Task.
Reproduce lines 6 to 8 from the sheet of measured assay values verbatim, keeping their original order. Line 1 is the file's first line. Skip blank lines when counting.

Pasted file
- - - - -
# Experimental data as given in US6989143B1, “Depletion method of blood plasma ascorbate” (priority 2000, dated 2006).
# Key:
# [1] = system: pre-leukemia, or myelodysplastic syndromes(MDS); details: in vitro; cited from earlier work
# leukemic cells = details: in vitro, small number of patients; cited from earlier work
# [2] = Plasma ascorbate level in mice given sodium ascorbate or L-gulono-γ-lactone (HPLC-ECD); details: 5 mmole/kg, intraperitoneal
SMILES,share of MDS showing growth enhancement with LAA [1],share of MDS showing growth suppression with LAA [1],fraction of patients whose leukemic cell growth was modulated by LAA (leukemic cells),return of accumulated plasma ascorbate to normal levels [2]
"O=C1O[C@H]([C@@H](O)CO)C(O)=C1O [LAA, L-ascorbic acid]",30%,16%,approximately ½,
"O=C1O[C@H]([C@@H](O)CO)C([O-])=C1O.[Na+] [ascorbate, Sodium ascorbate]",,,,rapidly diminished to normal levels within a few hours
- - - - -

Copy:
SMILES,share of MDS showing growth enhancement with LAA [1],share of MDS showing growth suppression with LAA [1],fraction of patients whose leukemic cell growth was modulated by LAA (leukemic cells),return of accumulated plasma ascorbate to normal levels [2]
"O=C1O[C@H]([C@@H](O)CO)C(O)=C1O [LAA, L-ascorbic acid]",30%,16%,approximately ½,
"O=C1O[C@H]([C@@H](O)CO)C([O-])=C1O.[Na+] [ascorbate, Sodium ascorbate]",,,,rapidly diminished to normal levels within a few hours